Review: DEAR EVAN HANSEN at Paramount Theater

Now through March 12th

By: Mar. 09, 2023
Review: DEAR EVAN HANSEN at Paramount Theater
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Review: DEAR EVAN HANSEN at Paramount Theater
Anthony Norman and Coleen Sexton in
DEAR EVAN HANSEN at the Paramount
Photo Credit: Evan Zimmerman

Powerful, touching, and painfully relevant, DEAR EVAN HANSEN sweeps into Seattle for another run. With haunting melodies, a tight cast, and a modern digital set, the show continues to be the right story at the right time. The messages of love and loss, lies and misunderstanding, and of loneliness and connection are even more poignant for our post-pandemic world. It is a night of theater that reminds us of what really matters and that we are all in this together.

The story of DEAR EVAN HANSEN is one of good intentions that go terribly wrong. Evan is a teen struggling with extreme anxiety. His therapist instructs him to write encouraging letters to himself about why it's going to be a good day. When one of these letters accidentally ends up in the wrong hands, events begin to spiral out of control. The misunderstanding allows Evan the opportunity to connect with a family and his long-time crush, but it also leads him into a web of lies that change everything. As social media turns small lies into a huge problem, Evan is faced with some tough choices.

The cast led by Anthony Norman as Evan Hansen gives an emotionally-charged performance. Norman's quirky teen is full of angst and worry. He allows storytelling to direct his choices which leads to a wonderful authenticity. Coleen Sexton as Heidi Hansen, didn't pull any punches and let the tears flow. Parenting is hard, and Sexton connected with every parent's sense of self-doubt. Reese Sebastian Diaz stepped in as Jared Kleinman for the night and absolutely killed it. The role of Larry Murphy is often overlooked, but John Hemphill gave him dimension and heart underneath his aloofness. Lili Thomas as Cynthia Murphy takes us through all the stages of grief and shows us the power of connecting with our feelings, even the hard ones. Alaina Anderson's portrayal of Zoe Murphy is understated and exudes girl-next-door charm. August Emerson as Connor Murphy is the tough guy full of pain. His haunting stares hint at the turmoil that lies beneath. Micaela Lamas as Alana Beck reminds us that those within our sphere have their own stories and struggles.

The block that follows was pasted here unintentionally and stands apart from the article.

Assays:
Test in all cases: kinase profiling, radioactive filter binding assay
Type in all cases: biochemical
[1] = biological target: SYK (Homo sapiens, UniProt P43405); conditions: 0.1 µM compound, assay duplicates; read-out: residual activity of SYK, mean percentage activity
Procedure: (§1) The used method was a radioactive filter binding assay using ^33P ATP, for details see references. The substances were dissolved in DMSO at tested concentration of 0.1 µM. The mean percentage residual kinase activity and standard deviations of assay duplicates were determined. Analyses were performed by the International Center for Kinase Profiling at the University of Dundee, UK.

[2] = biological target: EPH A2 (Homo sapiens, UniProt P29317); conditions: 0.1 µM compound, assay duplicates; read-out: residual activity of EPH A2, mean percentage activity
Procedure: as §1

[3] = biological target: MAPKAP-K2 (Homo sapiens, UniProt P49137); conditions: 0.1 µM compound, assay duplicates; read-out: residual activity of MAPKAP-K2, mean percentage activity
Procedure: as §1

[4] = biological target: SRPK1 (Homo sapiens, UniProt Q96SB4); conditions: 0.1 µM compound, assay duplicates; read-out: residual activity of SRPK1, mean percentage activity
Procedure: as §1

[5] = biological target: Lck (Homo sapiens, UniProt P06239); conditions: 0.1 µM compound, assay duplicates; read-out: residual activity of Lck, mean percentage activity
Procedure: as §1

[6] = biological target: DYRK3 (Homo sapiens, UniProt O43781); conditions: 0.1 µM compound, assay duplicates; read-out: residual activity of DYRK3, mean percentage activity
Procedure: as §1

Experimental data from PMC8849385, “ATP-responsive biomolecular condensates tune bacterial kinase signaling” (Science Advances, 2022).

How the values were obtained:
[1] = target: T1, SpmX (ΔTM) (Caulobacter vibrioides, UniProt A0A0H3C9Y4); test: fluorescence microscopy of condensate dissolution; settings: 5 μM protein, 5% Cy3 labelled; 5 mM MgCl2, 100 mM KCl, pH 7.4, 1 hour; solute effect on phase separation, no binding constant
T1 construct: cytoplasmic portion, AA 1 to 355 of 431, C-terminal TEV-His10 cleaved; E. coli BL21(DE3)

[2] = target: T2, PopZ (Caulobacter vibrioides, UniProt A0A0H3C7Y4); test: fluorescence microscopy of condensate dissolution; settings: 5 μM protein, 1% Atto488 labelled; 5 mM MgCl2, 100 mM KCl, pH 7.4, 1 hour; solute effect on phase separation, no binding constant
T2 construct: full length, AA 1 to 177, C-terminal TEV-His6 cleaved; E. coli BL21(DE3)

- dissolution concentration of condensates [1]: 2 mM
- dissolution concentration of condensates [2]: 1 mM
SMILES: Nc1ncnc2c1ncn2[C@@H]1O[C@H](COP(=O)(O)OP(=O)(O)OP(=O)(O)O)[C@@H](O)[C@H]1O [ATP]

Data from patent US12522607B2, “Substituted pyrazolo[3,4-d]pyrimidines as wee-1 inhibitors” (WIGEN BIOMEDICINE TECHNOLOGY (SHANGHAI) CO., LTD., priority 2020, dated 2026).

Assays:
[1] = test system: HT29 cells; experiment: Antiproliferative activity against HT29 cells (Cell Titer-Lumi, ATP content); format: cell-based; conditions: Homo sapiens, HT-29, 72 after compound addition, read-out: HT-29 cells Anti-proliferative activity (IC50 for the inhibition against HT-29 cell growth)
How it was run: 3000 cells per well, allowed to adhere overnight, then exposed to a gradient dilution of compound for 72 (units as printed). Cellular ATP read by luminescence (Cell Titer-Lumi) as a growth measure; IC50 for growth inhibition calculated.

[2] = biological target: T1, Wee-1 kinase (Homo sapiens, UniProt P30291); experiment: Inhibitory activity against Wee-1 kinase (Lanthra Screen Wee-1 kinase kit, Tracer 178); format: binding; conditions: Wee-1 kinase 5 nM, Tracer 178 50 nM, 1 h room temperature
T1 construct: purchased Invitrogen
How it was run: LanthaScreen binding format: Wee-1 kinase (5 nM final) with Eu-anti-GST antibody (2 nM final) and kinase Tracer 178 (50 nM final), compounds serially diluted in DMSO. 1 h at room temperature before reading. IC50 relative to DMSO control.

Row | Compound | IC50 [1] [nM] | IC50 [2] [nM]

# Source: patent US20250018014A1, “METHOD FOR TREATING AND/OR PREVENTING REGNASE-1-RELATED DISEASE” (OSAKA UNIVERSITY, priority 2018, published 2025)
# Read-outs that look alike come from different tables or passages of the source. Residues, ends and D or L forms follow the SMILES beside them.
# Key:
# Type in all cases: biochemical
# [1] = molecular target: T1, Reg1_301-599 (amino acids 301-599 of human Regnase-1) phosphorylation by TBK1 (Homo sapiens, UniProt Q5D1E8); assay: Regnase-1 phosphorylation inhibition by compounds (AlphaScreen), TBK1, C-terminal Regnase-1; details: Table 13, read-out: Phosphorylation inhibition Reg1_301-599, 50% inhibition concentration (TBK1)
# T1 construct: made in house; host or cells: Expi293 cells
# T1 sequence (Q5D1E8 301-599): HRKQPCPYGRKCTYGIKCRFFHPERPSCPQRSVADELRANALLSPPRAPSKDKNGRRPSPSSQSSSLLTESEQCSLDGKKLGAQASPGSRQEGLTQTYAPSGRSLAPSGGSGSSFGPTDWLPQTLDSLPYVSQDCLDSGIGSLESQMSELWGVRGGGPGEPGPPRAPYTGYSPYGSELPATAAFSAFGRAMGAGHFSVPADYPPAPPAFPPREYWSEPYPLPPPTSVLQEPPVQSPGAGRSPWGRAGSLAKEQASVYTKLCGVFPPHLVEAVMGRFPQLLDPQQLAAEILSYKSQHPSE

The artistic team of DEAR EVAN HANSEN puts together a unified vision that reflects the message of the show in every aspect. Director Michael Greif doesn't waste a minute. Every moment of the show has intent and purpose and delivers. Choreographer Danny Mefford knows how to use an ensemble to do great storytelling. From simple lines that turn away when Evan approaches, to crossing patterns that won't let you in, every movement is part of the story and hits home. Scenic Design by David Korins can be a bit overwhelming with all the messages and images coming at you at once. But it perfectly depicts the world of social media and exactly how it feels to be in the eye of the hurricane when a story goes viral. The design also supports the great work of the projection designer Peter Nigrini.

DEAR EVAN HANSEN is a show that taps into the deepest fears and greatest wishes we all share. It is the revealing of this sameness that gives the show its great appeal and great power. We all feel alone and unseen at times, and nothing makes life more meaningful that true connection with others. It is these universal truths that make the show so dang compelling, and the book by Steven Levenson and music and lyrics by Benj Pasek and Justin Paul fill the show with honesty and beauty and just the right amount of humor. The use of repeated reprises is like the circling thoughts that won't leave our heads. With so much to offer, DEAR EVAN HANSEN is a show that won't leave our stages any time soon.


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